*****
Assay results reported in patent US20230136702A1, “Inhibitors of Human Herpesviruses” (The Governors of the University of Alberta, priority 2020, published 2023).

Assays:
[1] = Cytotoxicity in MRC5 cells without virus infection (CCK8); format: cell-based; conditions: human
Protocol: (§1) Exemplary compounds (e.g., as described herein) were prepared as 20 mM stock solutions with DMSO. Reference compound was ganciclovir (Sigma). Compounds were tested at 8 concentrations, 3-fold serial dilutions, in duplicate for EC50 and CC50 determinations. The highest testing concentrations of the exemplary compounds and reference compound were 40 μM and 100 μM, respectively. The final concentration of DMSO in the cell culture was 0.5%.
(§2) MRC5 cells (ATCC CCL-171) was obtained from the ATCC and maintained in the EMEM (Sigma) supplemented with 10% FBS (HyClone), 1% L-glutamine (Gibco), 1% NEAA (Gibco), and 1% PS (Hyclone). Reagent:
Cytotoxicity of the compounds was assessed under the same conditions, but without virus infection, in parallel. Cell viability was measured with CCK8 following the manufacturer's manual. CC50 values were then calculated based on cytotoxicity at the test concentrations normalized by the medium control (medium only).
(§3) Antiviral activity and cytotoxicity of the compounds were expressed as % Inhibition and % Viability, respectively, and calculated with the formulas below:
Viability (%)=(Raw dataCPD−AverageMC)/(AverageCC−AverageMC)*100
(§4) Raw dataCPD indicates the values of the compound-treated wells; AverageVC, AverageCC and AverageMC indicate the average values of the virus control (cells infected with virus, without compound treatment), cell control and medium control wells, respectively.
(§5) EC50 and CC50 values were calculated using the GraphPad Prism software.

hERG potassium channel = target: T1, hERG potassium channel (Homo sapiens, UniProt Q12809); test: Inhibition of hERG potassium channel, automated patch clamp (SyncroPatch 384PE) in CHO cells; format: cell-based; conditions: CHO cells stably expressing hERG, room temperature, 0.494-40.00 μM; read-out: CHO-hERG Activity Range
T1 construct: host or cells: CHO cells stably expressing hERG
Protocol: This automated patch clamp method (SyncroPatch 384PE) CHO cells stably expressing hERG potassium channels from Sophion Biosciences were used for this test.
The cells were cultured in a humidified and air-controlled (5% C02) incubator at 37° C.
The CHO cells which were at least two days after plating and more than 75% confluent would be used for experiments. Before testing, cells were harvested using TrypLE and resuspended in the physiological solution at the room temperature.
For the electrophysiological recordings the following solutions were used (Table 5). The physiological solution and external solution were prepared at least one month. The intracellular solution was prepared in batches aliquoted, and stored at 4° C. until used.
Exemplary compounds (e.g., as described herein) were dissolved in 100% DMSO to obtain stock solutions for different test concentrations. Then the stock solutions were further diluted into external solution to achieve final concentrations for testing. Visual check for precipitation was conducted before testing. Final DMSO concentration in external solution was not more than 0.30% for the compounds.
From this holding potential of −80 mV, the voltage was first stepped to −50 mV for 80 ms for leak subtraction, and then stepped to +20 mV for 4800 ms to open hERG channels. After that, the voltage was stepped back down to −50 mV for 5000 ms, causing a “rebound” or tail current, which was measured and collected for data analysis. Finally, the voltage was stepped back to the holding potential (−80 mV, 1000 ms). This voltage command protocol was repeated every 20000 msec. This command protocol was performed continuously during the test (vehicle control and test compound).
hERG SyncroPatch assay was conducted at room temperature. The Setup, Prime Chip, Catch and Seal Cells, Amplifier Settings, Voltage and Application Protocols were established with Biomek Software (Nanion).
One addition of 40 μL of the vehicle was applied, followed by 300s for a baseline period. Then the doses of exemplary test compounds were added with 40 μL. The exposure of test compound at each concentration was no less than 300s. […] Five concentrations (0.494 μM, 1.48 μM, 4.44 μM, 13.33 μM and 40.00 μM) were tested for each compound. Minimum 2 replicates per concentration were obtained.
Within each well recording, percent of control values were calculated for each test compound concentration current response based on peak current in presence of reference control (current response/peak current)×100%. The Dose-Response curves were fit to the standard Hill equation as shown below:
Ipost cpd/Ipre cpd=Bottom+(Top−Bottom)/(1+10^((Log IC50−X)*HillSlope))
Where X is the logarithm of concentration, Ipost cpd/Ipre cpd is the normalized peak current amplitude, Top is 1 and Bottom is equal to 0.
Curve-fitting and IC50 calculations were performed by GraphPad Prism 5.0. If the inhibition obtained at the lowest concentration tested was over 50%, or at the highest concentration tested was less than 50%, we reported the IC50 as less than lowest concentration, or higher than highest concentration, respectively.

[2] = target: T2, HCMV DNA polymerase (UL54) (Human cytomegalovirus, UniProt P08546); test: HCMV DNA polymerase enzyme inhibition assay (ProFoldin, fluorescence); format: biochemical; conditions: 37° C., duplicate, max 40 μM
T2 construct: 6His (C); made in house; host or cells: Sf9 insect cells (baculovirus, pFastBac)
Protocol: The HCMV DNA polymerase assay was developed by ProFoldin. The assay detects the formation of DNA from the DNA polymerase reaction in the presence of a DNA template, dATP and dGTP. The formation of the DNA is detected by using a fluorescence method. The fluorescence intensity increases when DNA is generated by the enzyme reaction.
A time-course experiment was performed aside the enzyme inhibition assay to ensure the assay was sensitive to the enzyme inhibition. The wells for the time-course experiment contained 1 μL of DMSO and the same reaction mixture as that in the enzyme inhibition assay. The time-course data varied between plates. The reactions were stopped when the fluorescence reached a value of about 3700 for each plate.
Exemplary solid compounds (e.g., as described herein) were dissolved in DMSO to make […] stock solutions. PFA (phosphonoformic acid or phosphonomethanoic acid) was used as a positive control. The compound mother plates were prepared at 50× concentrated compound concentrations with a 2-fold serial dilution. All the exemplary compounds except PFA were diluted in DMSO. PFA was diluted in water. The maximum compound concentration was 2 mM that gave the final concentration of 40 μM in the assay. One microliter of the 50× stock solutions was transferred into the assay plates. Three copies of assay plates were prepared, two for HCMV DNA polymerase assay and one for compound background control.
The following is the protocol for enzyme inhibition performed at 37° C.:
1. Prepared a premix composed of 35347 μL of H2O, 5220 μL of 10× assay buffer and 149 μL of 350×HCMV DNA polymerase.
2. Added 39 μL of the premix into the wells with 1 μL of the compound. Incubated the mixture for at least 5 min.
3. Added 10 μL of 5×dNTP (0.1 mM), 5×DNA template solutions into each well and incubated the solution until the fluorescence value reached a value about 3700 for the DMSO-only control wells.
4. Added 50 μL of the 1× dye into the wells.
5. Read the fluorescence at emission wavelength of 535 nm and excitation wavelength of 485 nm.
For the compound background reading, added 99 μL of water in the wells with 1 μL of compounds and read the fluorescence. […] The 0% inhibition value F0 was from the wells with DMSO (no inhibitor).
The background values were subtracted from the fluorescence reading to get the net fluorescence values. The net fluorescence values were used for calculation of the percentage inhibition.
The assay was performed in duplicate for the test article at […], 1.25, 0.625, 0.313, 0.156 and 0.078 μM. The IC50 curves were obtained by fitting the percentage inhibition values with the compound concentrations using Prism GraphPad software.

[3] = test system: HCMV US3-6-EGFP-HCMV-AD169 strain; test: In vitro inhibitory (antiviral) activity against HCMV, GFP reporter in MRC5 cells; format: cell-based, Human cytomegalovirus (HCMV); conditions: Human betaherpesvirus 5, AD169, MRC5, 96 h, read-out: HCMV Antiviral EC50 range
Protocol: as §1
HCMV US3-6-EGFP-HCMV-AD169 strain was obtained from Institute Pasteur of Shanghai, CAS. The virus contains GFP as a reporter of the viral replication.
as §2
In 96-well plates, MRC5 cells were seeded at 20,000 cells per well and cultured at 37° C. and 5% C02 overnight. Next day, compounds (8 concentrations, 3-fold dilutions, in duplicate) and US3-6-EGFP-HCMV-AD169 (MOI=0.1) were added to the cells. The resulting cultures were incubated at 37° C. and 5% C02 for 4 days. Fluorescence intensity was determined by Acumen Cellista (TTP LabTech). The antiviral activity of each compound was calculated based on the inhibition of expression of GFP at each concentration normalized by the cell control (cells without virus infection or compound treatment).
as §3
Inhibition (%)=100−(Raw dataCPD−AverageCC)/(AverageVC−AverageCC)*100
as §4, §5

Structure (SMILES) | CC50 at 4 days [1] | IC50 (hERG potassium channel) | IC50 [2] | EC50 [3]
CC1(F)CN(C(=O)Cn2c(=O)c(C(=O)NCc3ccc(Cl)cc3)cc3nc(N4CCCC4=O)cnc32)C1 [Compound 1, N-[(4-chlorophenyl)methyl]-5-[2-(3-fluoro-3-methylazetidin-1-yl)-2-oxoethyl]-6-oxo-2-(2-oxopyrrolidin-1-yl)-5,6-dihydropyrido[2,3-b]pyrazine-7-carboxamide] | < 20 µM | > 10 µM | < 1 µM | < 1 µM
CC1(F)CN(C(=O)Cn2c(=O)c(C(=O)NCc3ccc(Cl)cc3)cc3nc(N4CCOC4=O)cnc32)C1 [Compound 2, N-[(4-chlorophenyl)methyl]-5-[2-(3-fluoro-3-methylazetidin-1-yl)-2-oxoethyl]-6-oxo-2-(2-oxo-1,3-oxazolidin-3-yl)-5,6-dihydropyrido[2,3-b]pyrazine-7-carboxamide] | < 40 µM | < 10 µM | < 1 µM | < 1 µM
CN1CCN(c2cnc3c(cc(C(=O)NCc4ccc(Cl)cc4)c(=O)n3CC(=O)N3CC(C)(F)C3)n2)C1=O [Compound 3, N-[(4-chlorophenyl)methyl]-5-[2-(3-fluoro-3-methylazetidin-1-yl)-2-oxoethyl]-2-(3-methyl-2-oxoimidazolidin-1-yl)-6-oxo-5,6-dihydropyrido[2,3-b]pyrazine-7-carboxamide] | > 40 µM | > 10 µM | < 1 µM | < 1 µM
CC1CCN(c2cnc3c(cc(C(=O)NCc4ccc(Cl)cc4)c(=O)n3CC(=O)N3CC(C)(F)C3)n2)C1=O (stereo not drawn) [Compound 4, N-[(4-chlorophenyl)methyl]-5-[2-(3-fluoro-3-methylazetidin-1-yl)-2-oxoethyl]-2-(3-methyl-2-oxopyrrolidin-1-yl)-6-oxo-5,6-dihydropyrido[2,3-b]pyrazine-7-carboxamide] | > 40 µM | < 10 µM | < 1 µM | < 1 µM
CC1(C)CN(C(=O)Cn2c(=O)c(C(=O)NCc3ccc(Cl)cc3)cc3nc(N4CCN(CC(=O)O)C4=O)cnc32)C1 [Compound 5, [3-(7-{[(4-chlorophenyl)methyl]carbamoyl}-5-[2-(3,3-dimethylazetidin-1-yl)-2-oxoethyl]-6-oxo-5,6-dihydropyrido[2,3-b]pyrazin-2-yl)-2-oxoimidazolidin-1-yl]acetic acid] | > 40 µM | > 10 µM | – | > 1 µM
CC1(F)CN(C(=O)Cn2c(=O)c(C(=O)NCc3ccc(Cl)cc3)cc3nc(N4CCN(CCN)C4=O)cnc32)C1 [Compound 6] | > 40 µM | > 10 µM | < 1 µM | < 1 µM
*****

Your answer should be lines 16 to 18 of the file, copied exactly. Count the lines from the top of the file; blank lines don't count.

For the electrophysiological recordings the following solutions were used (Table 5). The physiological solution and external solution were prepared at least one month. The intracellular solution was prepared in batches aliquoted, and stored at 4° C. until used.
Exemplary compounds (e.g., as described herein) were dissolved in 100% DMSO to obtain stock solutions for different test concentrations. Then the stock solutions were further diluted into external solution to achieve final concentrations for testing. Visual check for precipitation was conducted before testing. Final DMSO concentration in external solution was not more than 0.30% for the compounds.
From this holding potential of −80 mV, the voltage was first stepped to −50 mV for 80 ms for leak subtraction, and then stepped to +20 mV for 4800 ms to open hERG channels. After that, the voltage was stepped back down to −50 mV for 5000 ms, causing a “rebound” or tail current, which was measured and collected for data analysis. Finally, the voltage was stepped back to the holding potential (−80 mV, 1000 ms). This voltage command protocol was repeated every 20000 msec. This command protocol was performed continuously during the test (vehicle control and test compound).